New Zealand Nurses Organisation media release, 22 December 2020
The New Zealand Nurses Organisation (NZNO) says unpreparedness for COVID-19 and a sustained lack of investment in the resources required for safe staffing have left nurses and health care workers at Auckland District Health Board (ADHB) feeling unsafe and fearful for patient safety.
There have been more than 250 unsafe staffing incident reports in the last three months at ADHB which runs Auckland Hospital and the Greenlane Clinical Centre.
NZNO Organiser Justine Sachs said senior nurses have reported that inadequate resource allocation has led to a budget blow-out especially regarding nursing staff.
“To help cope, ADHB has stopped hiring or recruiting external nurses, and staff usually available to fill unexpected leave have been allocated to managed isolation facilities.
“This has resulted in extreme difficulty finding cover for unexpected leave. If someone calls in sick there is no one to replace them and this has created a staffing crisis.”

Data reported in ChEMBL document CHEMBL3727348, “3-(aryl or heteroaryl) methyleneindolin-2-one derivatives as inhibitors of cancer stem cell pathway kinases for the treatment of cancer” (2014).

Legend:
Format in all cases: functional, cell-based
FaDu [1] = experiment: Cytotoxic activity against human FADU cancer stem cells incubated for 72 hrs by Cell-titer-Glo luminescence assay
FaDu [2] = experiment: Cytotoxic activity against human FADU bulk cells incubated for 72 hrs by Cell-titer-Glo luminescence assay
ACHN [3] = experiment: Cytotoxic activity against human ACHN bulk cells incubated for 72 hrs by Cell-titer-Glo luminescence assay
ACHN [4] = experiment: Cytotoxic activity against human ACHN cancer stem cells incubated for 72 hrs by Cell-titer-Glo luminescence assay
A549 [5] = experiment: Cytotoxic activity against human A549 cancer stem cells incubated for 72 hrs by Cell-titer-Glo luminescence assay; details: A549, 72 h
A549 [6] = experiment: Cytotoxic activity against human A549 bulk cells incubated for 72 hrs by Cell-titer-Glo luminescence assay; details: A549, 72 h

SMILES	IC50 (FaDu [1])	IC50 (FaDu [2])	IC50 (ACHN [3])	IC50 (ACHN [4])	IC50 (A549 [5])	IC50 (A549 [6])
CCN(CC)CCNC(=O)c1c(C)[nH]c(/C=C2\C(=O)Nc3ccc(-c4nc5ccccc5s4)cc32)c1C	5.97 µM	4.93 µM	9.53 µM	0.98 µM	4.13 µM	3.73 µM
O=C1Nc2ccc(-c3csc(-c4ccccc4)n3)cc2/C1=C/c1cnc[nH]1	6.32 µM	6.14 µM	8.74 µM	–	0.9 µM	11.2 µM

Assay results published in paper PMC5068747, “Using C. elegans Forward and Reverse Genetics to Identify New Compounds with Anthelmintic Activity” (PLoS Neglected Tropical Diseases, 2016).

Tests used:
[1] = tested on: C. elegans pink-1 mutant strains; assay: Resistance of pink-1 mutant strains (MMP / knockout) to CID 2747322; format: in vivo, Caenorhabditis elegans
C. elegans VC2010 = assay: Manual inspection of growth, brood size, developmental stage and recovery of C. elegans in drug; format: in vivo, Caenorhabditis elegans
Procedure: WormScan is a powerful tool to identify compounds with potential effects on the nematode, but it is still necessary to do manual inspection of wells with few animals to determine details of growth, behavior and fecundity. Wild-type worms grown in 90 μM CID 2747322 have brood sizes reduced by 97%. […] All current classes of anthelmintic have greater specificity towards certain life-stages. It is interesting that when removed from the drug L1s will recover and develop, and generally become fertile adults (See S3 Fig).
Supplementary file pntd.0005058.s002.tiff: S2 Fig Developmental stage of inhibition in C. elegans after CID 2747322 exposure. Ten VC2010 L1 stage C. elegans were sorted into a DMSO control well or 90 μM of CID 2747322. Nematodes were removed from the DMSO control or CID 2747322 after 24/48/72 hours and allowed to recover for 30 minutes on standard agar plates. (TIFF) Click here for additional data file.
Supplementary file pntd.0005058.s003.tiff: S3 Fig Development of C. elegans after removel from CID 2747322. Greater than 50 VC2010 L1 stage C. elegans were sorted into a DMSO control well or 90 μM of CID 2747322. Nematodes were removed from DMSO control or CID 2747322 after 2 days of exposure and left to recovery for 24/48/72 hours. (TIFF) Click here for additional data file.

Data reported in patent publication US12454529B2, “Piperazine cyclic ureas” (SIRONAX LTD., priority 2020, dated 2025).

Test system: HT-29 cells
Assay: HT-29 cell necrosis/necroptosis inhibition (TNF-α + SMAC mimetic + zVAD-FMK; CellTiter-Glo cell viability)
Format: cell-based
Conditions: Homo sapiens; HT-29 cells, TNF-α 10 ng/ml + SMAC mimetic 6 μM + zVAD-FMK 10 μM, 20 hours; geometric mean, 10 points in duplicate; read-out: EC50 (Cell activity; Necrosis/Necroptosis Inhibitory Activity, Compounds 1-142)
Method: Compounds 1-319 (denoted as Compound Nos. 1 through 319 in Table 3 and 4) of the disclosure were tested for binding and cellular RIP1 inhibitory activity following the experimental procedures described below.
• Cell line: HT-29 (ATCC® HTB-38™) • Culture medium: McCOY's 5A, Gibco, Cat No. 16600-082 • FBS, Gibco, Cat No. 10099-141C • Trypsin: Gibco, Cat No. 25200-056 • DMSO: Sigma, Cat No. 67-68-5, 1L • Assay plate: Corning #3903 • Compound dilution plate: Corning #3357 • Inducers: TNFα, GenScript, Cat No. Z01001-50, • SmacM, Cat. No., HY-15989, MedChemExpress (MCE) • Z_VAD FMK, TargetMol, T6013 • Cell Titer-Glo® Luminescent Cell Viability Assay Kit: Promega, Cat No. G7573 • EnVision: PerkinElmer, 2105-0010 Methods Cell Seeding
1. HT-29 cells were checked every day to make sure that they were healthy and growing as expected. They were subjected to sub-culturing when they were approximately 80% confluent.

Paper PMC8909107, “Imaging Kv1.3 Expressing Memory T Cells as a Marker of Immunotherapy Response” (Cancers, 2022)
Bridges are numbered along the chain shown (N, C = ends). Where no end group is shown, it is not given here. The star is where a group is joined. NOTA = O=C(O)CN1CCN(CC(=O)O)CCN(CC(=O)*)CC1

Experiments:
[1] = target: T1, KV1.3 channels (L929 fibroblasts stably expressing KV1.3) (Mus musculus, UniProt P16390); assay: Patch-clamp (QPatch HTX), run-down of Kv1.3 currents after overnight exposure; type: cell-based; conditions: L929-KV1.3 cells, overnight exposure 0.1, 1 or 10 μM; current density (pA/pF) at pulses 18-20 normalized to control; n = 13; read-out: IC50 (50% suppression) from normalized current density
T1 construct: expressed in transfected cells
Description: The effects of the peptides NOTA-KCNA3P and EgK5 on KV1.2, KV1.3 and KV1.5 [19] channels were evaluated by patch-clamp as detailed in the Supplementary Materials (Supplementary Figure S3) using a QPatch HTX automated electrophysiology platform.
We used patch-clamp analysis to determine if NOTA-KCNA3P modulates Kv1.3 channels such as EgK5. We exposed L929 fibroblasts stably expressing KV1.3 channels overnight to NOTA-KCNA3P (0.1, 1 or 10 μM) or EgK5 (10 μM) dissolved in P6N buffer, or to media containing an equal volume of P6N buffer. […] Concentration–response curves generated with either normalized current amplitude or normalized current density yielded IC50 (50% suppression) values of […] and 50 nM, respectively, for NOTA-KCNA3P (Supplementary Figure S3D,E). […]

Ms Sachs says nurses are telling NZNO the situation is so dangerous that they feel scared to come into work.
“Many are working unsustainable levels of overtime to make up for the shortfall, and they worry every single day about harm coming to patients as a result of unsafe staffing levels.”
She said the situation is the result of our health care system prioritising financial and budgeting goals over patient and staff safety.
“We need our health care budget to meet patient and staff needs, not the other way around. The systematic underfunding of health care by successive governments has led to overrun hospitals and nurses struggling to meet patient needs safely.
“We’re also totally unprepared to manage any kind of sustained community outbreak of COVID-19 if we’re unable to meet normal patient demand.
“This pandemic has shown how important it is to have a well-resourced health care system.
“It’s just not good enough, and we could do so much better.”
Media inquiries: Rob Zorn, NZNO Media and Communications Advisor: 027 431 2617.